Thursday 22 March 2018

Ireland's hopes of a World Cup semi-final dashed by powerful French side

Ireland 5 France 21

Jenny Murphy of Ireland is tackled by from left, Gaelle Mignot, Lenaig Corson and Romane Menager of France during the 2017 Women's Rugby World Cup Pool C match between France and Ireland at the UCD Bowl in Belfield, Dublin. Photo by Matt Browne/Sportsfile
Jenny Murphy of Ireland is tackled by from left, Gaelle Mignot, Lenaig Corson and Romane Menager of France during the 2017 Women's Rugby World Cup Pool C match between France and Ireland at the UCD Bowl in Belfield, Dublin. Photo by Matt Browne/Sportsfile
Cian Tracey

Cian Tracey

From day one against Australia, Ireland’s World Cup dream has threatened to descend into a nightmare but it eventually became a reality tonight as France dumped the hosts out of the tournament in utterly convincing fashion.

Ireland’s start was always going to be crucial but it was as disjointed as it has been in all three of their games, only this time it was against a vastly superior French side who didn’t offer up any second chances.

It leaves Ireland facing a rematch against their pool rivals Australia in a runners-up play-off at the Kingspan Stadium next Tuesday – a game that frankly neither team wants to be involved in.

In terms of personnel, this was largely the same French team who were beaten in Dublin last February but they have transformed themselves in the space of six months while Ireland have regressed in the same period.

Questions must now be asked about where the apparent strength in depth that Ireland have supposedly been building for the last three years is.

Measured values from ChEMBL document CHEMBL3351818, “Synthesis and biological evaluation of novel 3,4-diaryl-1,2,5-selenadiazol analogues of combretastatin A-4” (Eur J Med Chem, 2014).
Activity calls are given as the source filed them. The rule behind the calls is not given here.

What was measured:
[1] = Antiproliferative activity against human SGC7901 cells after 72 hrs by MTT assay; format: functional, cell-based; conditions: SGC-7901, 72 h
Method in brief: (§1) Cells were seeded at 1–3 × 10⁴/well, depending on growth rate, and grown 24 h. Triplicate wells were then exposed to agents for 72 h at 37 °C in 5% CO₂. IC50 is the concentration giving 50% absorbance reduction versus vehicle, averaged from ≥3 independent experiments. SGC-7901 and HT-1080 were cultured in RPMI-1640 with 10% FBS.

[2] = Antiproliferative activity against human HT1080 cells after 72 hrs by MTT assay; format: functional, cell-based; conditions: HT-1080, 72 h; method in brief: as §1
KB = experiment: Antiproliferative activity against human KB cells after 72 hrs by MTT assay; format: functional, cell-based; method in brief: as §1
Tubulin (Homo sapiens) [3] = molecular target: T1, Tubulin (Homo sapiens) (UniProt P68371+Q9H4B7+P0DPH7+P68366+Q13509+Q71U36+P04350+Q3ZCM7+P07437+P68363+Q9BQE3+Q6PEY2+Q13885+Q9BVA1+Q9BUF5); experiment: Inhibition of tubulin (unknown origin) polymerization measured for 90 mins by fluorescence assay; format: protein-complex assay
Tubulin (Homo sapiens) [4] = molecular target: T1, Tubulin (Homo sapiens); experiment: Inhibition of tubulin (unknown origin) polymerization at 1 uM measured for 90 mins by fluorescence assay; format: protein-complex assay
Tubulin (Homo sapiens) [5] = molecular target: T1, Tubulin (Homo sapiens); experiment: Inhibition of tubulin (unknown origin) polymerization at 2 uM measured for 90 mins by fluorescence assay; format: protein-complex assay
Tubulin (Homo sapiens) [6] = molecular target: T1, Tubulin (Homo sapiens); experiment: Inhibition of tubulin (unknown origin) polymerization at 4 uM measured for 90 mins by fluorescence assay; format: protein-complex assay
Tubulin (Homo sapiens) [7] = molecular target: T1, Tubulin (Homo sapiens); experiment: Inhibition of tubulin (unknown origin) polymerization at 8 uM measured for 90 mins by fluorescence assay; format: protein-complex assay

France offered up some thrilling free-flowing rugby which was a world away from that Six Nations defeat and ultimately a world away from anything Ireland were capable of.

Ireland paid the price for their passiveness in defence as they repeatedly fell off tackles. In attack they were rudderless for large parts and barely threatened to puncture a hole through a defence that happily soaked up everything they threw at them.

The home side were much improved in the second half but at that stage France knew that they had the game wrapped up.

Replacement hooker Cliodha Moloney got over for a try in the dying stages that Ireland’s tireless efforts deserved but it was nothing more than a consolation.

In all three games, Ireland’s Achilles heel has been their handling errors and, once again, their execution of the basic skills was incredibly sloppy.

Jenny Murphy typically led from the front but her quality was not replicated by those around her. The midfielder had to pull off a brilliant last-ditch try saving tackle late in the first half but even by that stage the contest was as good as over.

France were bigger, stronger and smarter than Ireland all over the pitch. Knowing that Ireland’s maul is one of their only weapons, France were happy not to engage in the maul for the majority of the lineouts. It was a simple ploy done well but it was hugely effective as Ireland’s lack of a Plan B was laid bare.

The powerful French duo Lenaig Corson and Safi N’Diaye cut through the home side’s defence at will. At times, France looked as if they were playing Sevens rugby as their offloading game cut Ireland to shreds.

Caroline Ladadnous crossed twice for a 21-0 half-time lead and as much as Ireland huffed and puffed, they were devoid of any inspiration in their attempt to break down a rock-solid blue wall.